Photography, even before digital, has always been such a technical art form that it makes sense that a lot of hacker-types are drawn to it.

I have more computers in my house than cameras, but only barely.

It has nothing at all to do with HN.

Right. Well... except for that little bit where it is an interesting data point in how official backlash against amateur photography and journalism is reaching the formerly safe "credentialed pro" folks. You know, the thing where the cops nation-wide, and honestly world-wide are starting to attack everyone reporting on them using easy access tech like phones, because it upsets the former balance where only they had those powers.

Has nothing to do with those of us making that tech at all. You're right.

Yet here we all are, reading it and discussing it. :-)

You are trolling HN with your constant complaining about off topic stories. Down vote and move on. Look at amout of "discussion" that is in response to the OT story. The second level OT-OT I can only construe as to poison the well.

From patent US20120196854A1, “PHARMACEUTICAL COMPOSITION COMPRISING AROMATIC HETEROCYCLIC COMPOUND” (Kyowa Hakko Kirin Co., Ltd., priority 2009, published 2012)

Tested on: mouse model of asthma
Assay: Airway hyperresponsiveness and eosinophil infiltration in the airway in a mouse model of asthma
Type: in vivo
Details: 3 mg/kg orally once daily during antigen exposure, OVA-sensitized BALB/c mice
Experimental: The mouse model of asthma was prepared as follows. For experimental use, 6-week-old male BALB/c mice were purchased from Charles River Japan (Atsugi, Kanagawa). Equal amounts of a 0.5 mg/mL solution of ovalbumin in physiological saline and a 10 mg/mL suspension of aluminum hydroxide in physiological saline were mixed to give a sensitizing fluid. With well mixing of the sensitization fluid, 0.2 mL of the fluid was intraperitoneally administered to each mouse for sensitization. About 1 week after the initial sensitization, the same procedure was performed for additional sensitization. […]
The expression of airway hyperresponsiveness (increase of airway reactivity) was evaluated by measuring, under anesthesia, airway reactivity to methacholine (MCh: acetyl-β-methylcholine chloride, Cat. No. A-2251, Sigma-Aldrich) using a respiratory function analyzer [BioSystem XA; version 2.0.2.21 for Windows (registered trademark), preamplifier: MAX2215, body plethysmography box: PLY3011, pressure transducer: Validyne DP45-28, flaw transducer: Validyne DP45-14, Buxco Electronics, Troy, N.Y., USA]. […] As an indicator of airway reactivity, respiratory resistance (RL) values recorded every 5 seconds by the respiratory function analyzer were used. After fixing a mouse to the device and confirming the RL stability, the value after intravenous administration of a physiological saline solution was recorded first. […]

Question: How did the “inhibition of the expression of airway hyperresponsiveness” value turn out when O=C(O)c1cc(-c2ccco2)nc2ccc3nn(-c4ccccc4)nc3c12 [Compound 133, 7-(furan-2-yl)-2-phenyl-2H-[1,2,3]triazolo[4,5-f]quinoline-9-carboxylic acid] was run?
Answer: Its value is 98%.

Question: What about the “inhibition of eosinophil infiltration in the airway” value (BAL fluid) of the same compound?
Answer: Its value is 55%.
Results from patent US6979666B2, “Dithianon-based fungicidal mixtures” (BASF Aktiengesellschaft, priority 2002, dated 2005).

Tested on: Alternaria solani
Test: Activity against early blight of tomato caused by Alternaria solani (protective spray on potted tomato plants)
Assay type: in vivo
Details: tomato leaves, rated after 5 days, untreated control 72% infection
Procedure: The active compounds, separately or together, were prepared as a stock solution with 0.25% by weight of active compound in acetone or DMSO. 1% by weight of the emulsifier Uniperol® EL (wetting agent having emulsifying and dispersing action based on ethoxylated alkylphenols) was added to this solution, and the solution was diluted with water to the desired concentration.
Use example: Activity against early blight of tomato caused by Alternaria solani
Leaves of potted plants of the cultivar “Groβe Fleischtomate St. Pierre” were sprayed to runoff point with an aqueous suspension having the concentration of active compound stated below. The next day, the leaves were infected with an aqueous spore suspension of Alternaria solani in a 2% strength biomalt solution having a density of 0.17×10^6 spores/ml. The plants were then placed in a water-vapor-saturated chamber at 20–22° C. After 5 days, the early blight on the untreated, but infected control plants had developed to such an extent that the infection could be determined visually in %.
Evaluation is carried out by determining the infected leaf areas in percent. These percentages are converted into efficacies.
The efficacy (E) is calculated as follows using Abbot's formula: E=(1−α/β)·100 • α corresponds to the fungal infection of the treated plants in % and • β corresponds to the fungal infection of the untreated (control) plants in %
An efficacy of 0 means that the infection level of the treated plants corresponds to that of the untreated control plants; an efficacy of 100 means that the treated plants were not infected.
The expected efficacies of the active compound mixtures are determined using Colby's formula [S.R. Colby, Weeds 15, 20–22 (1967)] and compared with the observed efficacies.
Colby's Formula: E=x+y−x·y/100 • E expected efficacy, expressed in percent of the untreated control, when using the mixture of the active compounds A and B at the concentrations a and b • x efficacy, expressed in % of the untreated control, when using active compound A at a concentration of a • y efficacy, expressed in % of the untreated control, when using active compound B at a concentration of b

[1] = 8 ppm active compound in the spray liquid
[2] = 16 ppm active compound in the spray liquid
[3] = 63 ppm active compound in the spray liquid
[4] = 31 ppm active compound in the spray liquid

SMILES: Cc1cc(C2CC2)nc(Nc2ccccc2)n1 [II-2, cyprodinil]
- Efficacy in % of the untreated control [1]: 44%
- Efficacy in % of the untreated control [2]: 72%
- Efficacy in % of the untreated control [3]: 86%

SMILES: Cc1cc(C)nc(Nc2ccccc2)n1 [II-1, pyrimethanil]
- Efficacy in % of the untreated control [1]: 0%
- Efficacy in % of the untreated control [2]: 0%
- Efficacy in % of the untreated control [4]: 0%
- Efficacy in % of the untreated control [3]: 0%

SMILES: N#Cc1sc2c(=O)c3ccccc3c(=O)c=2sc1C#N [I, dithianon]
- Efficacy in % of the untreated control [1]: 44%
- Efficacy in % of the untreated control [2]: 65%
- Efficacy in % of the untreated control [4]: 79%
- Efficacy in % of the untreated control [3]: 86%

I think there is a story here actually that is a valuable lesson to those who read HN.

He goes to a great lengths to tell this as "nothing to see here, move along.."

Now why would he do that?

My theory on this is that in the past he didn't have to contend with pain in the ass bystanders doing the same thing that he did. Those amateurs are now making it increasingly difficult for a professional like him to do his job.

As a result he wants to send a message out there for fear that if he doesn't his rights will be restricted as a result of others behaviors. It's a little "last man over the bridge".

The other possibility of course is that he has something to hide. He doesn't want to stir the hornets nest for fear that something will happen to him and he wants to keep a low profile by ending this as soon as possible.

Really? He didn't say there was nothing to see here. He said his rights were violated (and given his professional history, he seems capable of making that determination). He said he was appalled at his treatment, at the individual police who did this to him, and the people who are backing up the police who did this to him.

His equivocation was intended to head off the "police are all nazis because one of them took my camera and arrested me when I was in the middle of a crime scene and interfering with the police" attitude that's all too common. He pointed out that there is a line between responsible documentation of events, and interference, and that line is crossed sometimes, and people criticize the police anyway, and that's not right.